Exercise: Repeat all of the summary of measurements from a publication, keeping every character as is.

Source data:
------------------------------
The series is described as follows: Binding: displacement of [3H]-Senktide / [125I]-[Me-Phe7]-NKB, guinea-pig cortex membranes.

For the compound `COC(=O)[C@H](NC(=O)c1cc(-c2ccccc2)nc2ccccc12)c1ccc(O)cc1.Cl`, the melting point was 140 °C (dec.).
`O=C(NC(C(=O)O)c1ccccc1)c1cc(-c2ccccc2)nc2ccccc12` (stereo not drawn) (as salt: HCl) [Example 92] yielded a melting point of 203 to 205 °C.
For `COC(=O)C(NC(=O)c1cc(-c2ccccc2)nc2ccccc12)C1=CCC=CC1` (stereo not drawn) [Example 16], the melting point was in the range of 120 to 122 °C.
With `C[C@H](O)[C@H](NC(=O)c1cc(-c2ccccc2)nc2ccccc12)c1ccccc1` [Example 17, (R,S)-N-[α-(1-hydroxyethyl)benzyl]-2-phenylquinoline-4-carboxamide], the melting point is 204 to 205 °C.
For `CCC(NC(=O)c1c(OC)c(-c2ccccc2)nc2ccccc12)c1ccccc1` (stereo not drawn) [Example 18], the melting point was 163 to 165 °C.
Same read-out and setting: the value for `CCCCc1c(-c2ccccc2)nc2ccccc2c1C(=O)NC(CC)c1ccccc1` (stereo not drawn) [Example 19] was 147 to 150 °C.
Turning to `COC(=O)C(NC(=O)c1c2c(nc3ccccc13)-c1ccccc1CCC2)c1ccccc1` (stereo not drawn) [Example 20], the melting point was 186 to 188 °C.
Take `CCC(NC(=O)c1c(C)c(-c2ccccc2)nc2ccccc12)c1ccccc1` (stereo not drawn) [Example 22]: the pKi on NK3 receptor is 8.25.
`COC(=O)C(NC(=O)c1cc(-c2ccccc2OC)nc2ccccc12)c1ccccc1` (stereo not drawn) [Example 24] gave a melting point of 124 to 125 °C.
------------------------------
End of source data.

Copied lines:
The series is described as follows: Binding: displacement of [3H]-Senktide / [125I]-[Me-Phe7]-NKB, guinea-pig cortex membranes.

For the compound `COC(=O)[C@H](NC(=O)c1cc(-c2ccccc2)nc2ccccc12)c1ccc(O)cc1.Cl`, the melting point was 140 °C (dec.).
`O=C(NC(C(=O)O)c1ccccc1)c1cc(-c2ccccc2)nc2ccccc12` (stereo not drawn) (as salt: HCl) [Example 92] yielded a melting point of 203 to 205 °C.
For `COC(=O)C(NC(=O)c1cc(-c2ccccc2)nc2ccccc12)C1=CCC=CC1` (stereo not drawn) [Example 16], the melting point was in the range of 120 to 122 °C.
With `C[C@H](O)[C@H](NC(=O)c1cc(-c2ccccc2)nc2ccccc12)c1ccccc1` [Example 17, (R,S)-N-[α-(1-hydroxyethyl)benzyl]-2-phenylquinoline-4-carboxamide], the melting point is 204 to 205 °C.
For `CCC(NC(=O)c1c(OC)c(-c2ccccc2)nc2ccccc12)c1ccccc1` (stereo not drawn) [Example 18], the melting point was 163 to 165 °C.
Same read-out and setting: the value for `CCCCc1c(-c2ccccc2)nc2ccccc2c1C(=O)NC(CC)c1ccccc1` (stereo not drawn) [Example 19] was 147 to 150 °C.
Turning to `COC(=O)C(NC(=O)c1c2c(nc3ccccc13)-c1ccccc1CCC2)c1ccccc1` (stereo not drawn) [Example 20], the melting point was 186 to 188 °C.
Take `CCC(NC(=O)c1c(C)c(-c2ccccc2)nc2ccccc12)c1ccccc1` (stereo not drawn) [Example 22]: the pKi on NK3 receptor is 8.25.
`COC(=O)C(NC(=O)c1cc(-c2ccccc2OC)nc2ccccc12)c1ccccc1` (stereo not drawn) [Example 24] gave a melting point of 124 to 125 °C.